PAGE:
South African miners and platinum companies have signed a wage deal to end a strike that lasted for almost half a year. The protracted industrial action hugely damaged the nation's economy, analysts said.
The world's largest platinum producers said Tuesday they had signed a wage agreement with the Association of Mineworkers and Construction Union (AMCU), putting an end to South Africa's longest mining strike.
The producers affected - Lonmin, Anglo-American Platinum (Amplats) and Impala Platinum - said in a joint statement there were no winners in that five-month strike. They indicated the protracted work stoppage would lead to inevitable restructuring, leaving open just how many jobs the streamlining process could eventually cost.
Miners were expected to return to work on Wednesday, but the companies warned that getting back to full production would take several weeks.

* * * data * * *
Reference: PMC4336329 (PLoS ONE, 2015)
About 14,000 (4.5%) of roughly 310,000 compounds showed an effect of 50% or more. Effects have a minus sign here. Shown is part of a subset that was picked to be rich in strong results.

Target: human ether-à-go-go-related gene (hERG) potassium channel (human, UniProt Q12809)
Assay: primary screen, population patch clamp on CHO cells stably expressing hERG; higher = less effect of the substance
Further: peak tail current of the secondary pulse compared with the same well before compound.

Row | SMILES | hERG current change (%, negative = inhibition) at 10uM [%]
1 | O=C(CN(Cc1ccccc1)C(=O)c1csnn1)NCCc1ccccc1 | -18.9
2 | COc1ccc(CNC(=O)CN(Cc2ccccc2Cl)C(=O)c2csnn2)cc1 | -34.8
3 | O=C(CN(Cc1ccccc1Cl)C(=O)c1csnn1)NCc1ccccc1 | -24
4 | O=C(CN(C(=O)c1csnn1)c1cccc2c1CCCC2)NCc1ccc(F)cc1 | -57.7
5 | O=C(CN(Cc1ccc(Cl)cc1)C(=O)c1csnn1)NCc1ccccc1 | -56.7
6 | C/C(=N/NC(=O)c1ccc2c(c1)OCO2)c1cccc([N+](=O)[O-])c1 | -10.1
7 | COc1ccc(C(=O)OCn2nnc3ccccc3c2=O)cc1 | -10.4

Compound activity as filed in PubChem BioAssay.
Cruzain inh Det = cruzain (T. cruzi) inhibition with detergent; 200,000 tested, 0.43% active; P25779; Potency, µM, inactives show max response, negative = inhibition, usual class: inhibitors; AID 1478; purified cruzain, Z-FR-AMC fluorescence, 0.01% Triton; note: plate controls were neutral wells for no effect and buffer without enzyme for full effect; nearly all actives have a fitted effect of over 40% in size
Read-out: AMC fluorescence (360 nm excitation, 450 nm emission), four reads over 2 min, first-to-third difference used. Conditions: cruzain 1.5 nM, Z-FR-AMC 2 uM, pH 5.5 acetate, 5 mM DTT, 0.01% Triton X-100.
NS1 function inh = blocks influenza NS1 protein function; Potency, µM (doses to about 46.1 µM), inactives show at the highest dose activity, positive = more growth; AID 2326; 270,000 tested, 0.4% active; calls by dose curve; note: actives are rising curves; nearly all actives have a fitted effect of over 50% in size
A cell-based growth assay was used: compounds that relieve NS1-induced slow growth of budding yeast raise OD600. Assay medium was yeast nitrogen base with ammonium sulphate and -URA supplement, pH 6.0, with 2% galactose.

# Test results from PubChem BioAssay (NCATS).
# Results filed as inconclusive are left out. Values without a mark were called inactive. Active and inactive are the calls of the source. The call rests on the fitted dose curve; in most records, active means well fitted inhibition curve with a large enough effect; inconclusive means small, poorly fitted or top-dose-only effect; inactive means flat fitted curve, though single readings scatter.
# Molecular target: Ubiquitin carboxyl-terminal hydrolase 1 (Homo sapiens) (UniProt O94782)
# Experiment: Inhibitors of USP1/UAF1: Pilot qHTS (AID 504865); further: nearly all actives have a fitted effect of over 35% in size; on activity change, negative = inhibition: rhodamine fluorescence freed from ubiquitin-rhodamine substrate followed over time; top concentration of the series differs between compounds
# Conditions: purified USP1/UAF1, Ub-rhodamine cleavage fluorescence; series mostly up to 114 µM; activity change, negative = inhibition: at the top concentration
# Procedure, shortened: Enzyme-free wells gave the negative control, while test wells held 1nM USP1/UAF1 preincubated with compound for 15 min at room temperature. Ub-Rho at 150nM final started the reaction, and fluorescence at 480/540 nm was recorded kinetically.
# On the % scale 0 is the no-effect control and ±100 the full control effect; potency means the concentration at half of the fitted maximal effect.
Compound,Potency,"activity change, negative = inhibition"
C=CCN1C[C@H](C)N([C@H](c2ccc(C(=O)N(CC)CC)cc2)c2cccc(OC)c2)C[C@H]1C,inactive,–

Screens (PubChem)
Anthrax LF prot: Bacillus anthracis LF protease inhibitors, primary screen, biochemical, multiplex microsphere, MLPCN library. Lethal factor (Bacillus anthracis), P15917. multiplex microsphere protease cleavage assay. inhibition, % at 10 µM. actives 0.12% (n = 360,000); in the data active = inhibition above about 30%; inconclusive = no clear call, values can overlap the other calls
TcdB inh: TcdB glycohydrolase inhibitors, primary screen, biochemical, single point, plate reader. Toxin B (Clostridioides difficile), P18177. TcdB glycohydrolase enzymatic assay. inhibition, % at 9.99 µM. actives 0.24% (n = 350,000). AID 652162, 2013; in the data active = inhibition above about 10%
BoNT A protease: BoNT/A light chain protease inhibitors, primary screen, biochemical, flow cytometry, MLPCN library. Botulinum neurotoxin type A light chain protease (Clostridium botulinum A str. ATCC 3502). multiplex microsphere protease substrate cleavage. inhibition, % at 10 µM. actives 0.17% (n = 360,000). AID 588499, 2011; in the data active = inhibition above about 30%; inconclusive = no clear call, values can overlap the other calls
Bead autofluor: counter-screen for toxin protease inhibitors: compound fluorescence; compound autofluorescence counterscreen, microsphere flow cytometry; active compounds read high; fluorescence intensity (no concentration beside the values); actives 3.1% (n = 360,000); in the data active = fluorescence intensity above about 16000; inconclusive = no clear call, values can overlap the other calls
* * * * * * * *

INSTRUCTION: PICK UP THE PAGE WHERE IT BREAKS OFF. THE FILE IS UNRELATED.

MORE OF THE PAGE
Basic wages upped
Under the deal struck between the union and the major platinum companies, no worker in the sector will earn less than 8,000 rand ($755 or 555 euros) per month as a basic salary.
South African President Jacob Zuma voiced relief at the conclusion of the strike, hoping the economy would quickly recover from the blow.
The strike action in Africa's most advanced country had plunged the economy into contraction in the first quarter of this year for the first time since the start of the global financial crisis some five years ago.
hg/ng (AFP, dpa)